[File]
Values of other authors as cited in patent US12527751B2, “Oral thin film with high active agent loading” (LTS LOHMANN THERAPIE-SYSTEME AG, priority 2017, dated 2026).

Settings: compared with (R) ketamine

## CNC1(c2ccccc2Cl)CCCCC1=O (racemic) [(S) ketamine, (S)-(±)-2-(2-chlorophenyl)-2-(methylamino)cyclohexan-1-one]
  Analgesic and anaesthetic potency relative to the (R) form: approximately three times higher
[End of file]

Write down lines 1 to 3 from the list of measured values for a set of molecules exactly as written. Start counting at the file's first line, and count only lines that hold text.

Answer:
Values of other authors as cited in patent US12527751B2, “Oral thin film with high active agent loading” (LTS LOHMANN THERAPIE-SYSTEME AG, priority 2017, dated 2026).

Settings: compared with (R) ketamine

## CNC1(c2ccccc2Cl)CCCCC1=O (racemic) [(S) ketamine, (S)-(±)-2-(2-chlorophenyl)-2-(methylamino)cyclohexan-1-one]